Chicken Green Curry

Green curry is the powerhouse of Thailand. Its extraordinary turquoise prose has had it recognised as a distinct curry of Southeast Asia. A reason that this dish is so popular is because it delivers sweetness, saltiness as well as hidden hints of spice altogether in one. On the weekends I usually make this recipe using a pestle & mortar, whereby ingredients are chopped very finely and pounded from softest to hardest until a thick green paste is achieved. This activity is indeed therapeutic and there is some sort of unexplainable satisfaction gained from cultivating your own curry paste. However on weekdays this is a different story.


I don’t deny that cooking Thai food using traditional techniques can promise authentic tastes, but taking shortcuts are just as appealing when scrapped for time. Put all ingredients in a food processor and blitz together until you get a thick green paste. Use coconut oil (liquid) to help facilitate with the process. In this case, there is no need to chop ingredients so finely as they will be pulsed in the processor anyway. Chicken is chosen here because it truly is the only meat that accommodates well with this curry. However, if you prefer fish go for tuna (tinned), adding them near the end because they are already cooked. For a vegetarian version, add more aubergines and some fried tofu (cubed). Green curry is meant to be sweeter than all other Thai curries, so it’s okay to be generous on the seasoning.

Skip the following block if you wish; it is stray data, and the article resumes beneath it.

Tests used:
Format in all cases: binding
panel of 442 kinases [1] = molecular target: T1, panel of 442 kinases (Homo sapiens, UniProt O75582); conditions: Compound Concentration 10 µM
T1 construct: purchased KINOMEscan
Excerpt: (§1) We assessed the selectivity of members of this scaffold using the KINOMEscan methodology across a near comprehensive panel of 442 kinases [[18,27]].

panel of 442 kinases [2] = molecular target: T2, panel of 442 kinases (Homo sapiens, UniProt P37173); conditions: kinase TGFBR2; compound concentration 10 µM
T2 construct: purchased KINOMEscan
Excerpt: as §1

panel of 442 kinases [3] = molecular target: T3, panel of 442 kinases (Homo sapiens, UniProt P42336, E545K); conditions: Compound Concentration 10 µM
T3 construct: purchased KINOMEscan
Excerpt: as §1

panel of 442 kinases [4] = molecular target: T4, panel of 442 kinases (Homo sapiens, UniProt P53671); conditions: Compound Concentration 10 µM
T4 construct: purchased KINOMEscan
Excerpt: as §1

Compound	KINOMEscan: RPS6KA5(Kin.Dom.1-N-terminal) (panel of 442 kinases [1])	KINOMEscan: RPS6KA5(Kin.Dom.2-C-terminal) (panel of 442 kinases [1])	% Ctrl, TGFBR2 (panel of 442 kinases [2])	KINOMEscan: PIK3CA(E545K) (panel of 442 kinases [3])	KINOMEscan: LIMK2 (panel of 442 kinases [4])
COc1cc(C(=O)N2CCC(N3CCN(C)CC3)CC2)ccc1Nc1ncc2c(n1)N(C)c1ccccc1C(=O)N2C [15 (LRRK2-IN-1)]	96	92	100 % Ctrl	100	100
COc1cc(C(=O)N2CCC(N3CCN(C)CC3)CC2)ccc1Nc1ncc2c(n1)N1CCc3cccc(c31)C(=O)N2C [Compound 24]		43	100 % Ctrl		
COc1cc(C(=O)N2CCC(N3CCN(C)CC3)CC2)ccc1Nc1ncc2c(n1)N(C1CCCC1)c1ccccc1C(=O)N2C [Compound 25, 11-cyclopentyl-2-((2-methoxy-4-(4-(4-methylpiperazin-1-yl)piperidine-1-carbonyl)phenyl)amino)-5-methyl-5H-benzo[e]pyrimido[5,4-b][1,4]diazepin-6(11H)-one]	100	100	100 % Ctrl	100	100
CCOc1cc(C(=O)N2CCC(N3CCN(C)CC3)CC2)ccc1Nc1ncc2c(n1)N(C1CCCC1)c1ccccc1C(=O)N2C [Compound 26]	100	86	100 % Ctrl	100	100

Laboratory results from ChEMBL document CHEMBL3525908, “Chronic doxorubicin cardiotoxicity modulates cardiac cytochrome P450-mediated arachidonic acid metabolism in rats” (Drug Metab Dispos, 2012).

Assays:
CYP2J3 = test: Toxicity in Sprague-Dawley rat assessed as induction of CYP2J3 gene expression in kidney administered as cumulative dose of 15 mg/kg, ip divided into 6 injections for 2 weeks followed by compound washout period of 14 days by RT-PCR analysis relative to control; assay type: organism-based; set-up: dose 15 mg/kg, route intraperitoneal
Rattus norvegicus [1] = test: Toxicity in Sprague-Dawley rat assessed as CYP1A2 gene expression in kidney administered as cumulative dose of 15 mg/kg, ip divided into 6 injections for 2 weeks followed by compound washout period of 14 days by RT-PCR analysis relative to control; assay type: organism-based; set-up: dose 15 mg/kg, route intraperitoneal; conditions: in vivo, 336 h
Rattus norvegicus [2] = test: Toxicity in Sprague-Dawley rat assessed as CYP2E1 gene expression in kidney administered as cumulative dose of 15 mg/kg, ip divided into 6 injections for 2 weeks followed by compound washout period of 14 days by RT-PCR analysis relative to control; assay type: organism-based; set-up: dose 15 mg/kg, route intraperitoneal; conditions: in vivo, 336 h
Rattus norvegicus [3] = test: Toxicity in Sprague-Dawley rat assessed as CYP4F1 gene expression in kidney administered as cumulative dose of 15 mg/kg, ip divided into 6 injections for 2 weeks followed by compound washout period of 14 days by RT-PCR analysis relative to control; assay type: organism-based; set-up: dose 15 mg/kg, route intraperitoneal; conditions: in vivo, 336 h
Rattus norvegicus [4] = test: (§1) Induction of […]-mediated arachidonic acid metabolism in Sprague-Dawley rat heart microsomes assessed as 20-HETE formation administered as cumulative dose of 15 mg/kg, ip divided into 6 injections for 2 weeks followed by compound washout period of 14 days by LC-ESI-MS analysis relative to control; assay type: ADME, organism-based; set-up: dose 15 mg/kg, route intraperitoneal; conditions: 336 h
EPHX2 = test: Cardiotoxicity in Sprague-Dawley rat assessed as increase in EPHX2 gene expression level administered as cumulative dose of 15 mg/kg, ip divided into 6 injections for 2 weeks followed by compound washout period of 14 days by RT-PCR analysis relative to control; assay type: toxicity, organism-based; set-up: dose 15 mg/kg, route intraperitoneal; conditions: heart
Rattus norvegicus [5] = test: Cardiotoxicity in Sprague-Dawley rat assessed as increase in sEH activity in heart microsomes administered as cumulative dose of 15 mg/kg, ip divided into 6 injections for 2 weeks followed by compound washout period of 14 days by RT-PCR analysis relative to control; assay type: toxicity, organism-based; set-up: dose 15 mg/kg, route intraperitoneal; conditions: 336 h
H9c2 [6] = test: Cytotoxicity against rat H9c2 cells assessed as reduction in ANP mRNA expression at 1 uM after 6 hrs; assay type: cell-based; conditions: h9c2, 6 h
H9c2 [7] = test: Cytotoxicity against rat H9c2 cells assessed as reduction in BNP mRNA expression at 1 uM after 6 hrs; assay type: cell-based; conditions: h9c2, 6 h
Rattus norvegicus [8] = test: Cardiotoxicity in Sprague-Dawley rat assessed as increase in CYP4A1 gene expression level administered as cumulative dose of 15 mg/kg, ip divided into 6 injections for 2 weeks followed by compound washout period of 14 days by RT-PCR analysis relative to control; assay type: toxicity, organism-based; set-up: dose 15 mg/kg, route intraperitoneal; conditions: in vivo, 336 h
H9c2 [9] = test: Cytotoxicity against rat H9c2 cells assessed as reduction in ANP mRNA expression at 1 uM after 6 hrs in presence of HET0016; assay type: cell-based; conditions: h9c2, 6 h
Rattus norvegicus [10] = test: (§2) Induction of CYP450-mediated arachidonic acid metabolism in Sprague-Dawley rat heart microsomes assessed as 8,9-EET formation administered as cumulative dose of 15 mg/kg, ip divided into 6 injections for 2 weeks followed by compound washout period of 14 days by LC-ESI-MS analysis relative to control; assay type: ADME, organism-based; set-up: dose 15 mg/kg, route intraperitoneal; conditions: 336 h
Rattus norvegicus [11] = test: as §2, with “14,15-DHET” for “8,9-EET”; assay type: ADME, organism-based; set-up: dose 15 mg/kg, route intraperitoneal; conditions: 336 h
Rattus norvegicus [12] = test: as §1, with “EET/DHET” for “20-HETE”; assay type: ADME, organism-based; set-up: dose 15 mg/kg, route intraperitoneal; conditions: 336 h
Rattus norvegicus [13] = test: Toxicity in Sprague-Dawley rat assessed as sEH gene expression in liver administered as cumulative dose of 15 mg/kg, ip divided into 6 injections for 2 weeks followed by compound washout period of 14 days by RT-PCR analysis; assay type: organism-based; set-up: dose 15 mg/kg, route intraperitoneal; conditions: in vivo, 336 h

Some people prefer thick curries and some like it thin (and watery). In Thailand, green curry is best enjoyed in its watery form; but some restaurants, all over the world, have adapted this to produce a thicker feel in order to provide a universal appeal. Depending on preference, add more water to loosen the curry or simmer for longer to get a thick appeal. Coconut milk is used here, but if you haven’t any in the pantry, feel free to use full-fat milk or any other dairy-free milk such as almond.

Gluten-Free | Dairy-Free

Serves 4

Green Curry Paste
Green Chillies Large chopped & deseeded 12 pieces
Cumin Seeds & Coriander Seeds roasted on a dry pan until slightly dark and fragrant 2 tsp each
Turmeric Powder 1 tsp
Galangal (or Ginger) peeled & chopped 20g
Lemongrass ends sliced off, outer layer removed & chopped 2
Kaffir Lime Leaves stalks removed & torn 4
Garlic crushed, peeled & chopped 4 cloves
Shallots peeled & chopped 2
Shrimp Paste 2 tsp
Fine Sea Salt a generous pinch

Chicken Green Curry
Coconut Oil 2 tbs
Green Curry Sauce (From Above)
Aubergine cut into small cubes & rubbed with some salt 1